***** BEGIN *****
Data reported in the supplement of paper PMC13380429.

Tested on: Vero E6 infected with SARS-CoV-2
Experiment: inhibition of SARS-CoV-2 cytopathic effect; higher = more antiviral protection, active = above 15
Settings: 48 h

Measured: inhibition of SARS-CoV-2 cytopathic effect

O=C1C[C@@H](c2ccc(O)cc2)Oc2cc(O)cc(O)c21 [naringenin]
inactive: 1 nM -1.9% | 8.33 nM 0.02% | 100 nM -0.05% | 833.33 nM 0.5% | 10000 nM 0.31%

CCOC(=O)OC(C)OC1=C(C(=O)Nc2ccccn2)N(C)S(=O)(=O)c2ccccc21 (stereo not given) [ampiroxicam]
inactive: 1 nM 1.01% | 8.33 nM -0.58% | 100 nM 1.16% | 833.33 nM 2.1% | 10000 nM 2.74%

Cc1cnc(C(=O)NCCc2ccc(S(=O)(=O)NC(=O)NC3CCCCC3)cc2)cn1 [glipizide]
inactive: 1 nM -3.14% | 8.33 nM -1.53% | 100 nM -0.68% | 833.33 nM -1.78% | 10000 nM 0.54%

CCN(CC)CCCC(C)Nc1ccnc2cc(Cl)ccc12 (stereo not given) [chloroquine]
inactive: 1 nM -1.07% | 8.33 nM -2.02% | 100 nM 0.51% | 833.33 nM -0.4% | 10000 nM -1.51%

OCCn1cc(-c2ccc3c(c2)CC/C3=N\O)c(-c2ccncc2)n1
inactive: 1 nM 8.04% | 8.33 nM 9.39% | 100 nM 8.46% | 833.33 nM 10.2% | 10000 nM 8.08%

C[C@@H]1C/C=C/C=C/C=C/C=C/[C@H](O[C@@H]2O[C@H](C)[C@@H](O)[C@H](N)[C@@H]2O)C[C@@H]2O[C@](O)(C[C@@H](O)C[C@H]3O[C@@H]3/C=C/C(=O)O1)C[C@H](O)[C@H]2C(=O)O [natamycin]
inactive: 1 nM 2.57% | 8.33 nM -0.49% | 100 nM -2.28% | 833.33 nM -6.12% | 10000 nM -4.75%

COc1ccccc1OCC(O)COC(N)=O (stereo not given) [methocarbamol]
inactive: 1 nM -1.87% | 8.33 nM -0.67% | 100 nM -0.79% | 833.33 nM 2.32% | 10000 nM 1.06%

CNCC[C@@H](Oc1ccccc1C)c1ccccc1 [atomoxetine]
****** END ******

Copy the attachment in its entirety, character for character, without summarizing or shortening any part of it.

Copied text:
Data reported in the supplement of paper PMC13380429.

Tested on: Vero E6 infected with SARS-CoV-2
Experiment: inhibition of SARS-CoV-2 cytopathic effect; higher = more antiviral protection, active = above 15
Settings: 48 h

Measured: inhibition of SARS-CoV-2 cytopathic effect

O=C1C[C@@H](c2ccc(O)cc2)Oc2cc(O)cc(O)c21 [naringenin]
inactive: 1 nM -1.9% | 8.33 nM 0.02% | 100 nM -0.05% | 833.33 nM 0.5% | 10000 nM 0.31%

CCOC(=O)OC(C)OC1=C(C(=O)Nc2ccccn2)N(C)S(=O)(=O)c2ccccc21 (stereo not given) [ampiroxicam]
inactive: 1 nM 1.01% | 8.33 nM -0.58% | 100 nM 1.16% | 833.33 nM 2.1% | 10000 nM 2.74%

Cc1cnc(C(=O)NCCc2ccc(S(=O)(=O)NC(=O)NC3CCCCC3)cc2)cn1 [glipizide]
inactive: 1 nM -3.14% | 8.33 nM -1.53% | 100 nM -0.68% | 833.33 nM -1.78% | 10000 nM 0.54%

CCN(CC)CCCC(C)Nc1ccnc2cc(Cl)ccc12 (stereo not given) [chloroquine]
inactive: 1 nM -1.07% | 8.33 nM -2.02% | 100 nM 0.51% | 833.33 nM -0.4% | 10000 nM -1.51%

OCCn1cc(-c2ccc3c(c2)CC/C3=N\O)c(-c2ccncc2)n1
inactive: 1 nM 8.04% | 8.33 nM 9.39% | 100 nM 8.46% | 833.33 nM 10.2% | 10000 nM 8.08%

C[C@@H]1C/C=C/C=C/C=C/C=C/[C@H](O[C@@H]2O[C@H](C)[C@@H](O)[C@H](N)[C@@H]2O)C[C@@H]2O[C@](O)(C[C@@H](O)C[C@H]3O[C@@H]3/C=C/C(=O)O1)C[C@H](O)[C@H]2C(=O)O [natamycin]
inactive: 1 nM 2.57% | 8.33 nM -0.49% | 100 nM -2.28% | 833.33 nM -6.12% | 10000 nM -4.75%

COc1ccccc1OCC(O)COC(N)=O (stereo not given) [methocarbamol]
inactive: 1 nM -1.87% | 8.33 nM -0.67% | 100 nM -0.79% | 833.33 nM 2.32% | 10000 nM 1.06%

CNCC[C@@H](Oc1ccccc1C)c1ccccc1 [atomoxetine]